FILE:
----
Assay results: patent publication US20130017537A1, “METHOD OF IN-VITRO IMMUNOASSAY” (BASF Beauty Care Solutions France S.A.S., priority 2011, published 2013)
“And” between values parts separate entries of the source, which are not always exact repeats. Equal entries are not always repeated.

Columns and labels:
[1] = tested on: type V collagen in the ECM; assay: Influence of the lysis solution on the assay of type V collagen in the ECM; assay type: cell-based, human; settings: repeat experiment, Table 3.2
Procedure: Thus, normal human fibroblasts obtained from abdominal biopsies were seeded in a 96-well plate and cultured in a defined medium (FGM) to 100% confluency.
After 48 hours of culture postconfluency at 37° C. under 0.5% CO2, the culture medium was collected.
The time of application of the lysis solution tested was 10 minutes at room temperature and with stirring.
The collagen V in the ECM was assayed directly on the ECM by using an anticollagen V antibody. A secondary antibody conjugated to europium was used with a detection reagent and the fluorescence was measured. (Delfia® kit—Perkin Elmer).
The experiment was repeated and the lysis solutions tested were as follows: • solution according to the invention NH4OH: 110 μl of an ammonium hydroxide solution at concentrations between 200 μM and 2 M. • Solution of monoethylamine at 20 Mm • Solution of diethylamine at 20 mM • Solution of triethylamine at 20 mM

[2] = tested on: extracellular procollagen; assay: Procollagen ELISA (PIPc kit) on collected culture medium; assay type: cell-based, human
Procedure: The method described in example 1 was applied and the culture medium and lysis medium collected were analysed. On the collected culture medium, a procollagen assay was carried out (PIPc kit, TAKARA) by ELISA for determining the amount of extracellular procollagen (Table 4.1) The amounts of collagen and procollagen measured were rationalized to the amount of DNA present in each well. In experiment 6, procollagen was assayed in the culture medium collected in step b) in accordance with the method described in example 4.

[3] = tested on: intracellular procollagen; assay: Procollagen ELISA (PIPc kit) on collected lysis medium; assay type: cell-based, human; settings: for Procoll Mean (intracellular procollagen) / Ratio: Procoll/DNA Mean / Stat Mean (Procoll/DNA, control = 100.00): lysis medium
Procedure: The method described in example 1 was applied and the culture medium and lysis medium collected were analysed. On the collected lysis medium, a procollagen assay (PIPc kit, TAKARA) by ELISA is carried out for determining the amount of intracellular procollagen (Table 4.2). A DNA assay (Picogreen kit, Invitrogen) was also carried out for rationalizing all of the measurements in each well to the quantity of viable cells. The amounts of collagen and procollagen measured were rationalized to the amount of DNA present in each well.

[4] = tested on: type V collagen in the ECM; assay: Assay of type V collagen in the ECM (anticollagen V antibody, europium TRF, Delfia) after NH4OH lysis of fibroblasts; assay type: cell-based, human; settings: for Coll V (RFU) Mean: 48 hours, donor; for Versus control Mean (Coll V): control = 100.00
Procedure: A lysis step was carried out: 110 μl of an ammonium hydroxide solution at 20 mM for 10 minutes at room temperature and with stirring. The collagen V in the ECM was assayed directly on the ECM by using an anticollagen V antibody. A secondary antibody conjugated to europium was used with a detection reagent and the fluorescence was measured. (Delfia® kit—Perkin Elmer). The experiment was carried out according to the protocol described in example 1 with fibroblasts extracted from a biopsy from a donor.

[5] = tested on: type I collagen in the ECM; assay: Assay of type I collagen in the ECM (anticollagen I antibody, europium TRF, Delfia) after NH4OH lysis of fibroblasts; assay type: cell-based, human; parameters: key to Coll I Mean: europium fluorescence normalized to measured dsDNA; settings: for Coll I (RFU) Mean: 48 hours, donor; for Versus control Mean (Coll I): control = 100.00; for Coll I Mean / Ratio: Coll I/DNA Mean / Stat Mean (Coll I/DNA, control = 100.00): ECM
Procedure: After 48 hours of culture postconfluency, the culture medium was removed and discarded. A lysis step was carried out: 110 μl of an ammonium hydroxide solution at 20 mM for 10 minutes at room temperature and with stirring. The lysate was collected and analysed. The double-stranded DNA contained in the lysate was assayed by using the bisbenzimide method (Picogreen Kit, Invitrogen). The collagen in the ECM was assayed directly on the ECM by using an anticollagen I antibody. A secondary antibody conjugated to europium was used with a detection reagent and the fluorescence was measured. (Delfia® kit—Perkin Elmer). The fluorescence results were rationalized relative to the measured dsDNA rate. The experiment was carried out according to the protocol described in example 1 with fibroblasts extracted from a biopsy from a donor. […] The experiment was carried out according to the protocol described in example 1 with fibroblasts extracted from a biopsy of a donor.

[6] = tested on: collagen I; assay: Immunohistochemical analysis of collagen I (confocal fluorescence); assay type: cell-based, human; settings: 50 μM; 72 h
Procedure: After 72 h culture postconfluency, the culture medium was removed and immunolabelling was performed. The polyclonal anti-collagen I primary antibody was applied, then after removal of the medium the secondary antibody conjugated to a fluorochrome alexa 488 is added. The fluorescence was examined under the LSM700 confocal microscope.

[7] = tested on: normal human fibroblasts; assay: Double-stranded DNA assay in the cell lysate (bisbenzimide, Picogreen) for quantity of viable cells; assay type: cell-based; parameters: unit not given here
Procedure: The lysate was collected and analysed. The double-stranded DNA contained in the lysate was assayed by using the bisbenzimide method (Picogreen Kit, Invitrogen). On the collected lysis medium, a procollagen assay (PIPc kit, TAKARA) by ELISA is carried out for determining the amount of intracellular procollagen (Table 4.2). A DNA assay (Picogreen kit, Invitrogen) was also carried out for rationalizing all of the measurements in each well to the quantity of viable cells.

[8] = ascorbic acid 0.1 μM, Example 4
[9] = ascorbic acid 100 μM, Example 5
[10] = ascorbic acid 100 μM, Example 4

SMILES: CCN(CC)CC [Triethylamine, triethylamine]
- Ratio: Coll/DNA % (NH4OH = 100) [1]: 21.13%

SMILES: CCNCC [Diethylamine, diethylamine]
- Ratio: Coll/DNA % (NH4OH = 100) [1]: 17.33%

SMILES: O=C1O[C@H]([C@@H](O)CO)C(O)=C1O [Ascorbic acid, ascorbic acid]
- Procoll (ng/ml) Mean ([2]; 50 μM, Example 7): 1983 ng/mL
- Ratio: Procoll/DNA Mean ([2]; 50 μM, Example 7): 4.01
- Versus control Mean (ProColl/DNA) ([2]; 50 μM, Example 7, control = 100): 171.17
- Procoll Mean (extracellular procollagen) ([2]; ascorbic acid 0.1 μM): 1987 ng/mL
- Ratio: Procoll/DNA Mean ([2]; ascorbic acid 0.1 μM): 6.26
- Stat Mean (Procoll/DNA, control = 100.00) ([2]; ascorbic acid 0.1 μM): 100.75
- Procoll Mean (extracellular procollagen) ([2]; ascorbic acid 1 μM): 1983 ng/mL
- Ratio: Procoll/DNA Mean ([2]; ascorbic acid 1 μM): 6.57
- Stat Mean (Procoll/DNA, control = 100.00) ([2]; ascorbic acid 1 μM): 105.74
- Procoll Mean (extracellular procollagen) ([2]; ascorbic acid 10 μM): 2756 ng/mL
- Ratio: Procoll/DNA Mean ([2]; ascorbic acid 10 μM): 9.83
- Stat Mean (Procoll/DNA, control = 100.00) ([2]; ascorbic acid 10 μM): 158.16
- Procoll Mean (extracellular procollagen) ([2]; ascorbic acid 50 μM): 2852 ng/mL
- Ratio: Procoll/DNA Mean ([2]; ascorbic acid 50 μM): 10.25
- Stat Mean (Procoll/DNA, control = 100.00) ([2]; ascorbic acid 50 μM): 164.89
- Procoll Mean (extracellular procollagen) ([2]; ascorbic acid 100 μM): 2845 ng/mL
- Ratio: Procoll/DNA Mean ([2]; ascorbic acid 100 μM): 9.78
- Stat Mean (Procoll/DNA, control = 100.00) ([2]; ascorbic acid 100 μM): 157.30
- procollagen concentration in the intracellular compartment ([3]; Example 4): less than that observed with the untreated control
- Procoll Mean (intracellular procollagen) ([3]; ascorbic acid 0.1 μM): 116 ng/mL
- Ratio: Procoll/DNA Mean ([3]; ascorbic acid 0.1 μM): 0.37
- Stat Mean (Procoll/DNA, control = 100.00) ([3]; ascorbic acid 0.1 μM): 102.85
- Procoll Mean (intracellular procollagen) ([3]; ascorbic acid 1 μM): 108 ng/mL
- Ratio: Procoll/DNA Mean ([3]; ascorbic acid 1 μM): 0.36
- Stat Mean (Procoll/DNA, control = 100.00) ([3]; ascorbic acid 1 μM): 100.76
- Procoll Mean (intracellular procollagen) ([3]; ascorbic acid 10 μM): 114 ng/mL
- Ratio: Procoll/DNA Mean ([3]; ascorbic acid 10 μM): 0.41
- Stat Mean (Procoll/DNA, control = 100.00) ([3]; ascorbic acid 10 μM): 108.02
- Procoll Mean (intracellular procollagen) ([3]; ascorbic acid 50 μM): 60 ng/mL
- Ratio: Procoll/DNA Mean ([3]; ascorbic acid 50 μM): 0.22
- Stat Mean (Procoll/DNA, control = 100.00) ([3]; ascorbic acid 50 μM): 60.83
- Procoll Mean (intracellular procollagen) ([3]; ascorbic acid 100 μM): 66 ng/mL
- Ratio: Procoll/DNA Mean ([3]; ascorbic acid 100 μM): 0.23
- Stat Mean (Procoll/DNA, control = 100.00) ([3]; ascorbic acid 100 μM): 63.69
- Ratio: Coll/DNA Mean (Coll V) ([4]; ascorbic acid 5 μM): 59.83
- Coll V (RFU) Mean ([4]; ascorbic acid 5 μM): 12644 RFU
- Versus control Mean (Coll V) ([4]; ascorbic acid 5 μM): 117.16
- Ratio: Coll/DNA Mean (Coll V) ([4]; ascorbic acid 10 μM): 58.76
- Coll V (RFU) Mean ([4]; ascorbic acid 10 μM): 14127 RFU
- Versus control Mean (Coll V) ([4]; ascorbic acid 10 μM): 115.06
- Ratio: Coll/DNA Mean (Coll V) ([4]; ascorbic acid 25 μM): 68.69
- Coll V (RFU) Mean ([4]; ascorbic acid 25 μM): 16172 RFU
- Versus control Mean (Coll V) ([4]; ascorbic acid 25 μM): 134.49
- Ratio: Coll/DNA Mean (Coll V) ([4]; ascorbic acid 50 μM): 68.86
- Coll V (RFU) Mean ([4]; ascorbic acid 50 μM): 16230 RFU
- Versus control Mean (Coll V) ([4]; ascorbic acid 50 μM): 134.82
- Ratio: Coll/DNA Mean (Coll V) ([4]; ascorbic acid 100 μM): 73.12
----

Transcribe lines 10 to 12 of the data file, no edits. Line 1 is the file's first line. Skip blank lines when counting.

[2] = tested on: extracellular procollagen; assay: Procollagen ELISA (PIPc kit) on collected culture medium; assay type: cell-based, human
Procedure: The method described in example 1 was applied and the culture medium and lysis medium collected were analysed. On the collected culture medium, a procollagen assay was carried out (PIPc kit, TAKARA) by ELISA for determining the amount of extracellular procollagen (Table 4.1) The amounts of collagen and procollagen measured were rationalized to the amount of DNA present in each well. In experiment 6, procollagen was assayed in the culture medium collected in step b) in accordance with the method described in example 4.

[3] = tested on: intracellular procollagen; assay: Procollagen ELISA (PIPc kit) on collected lysis medium; assay type: cell-based, human; settings: for Procoll Mean (intracellular procollagen) / Ratio: Procoll/DNA Mean / Stat Mean (Procoll/DNA, control = 100.00): lysis medium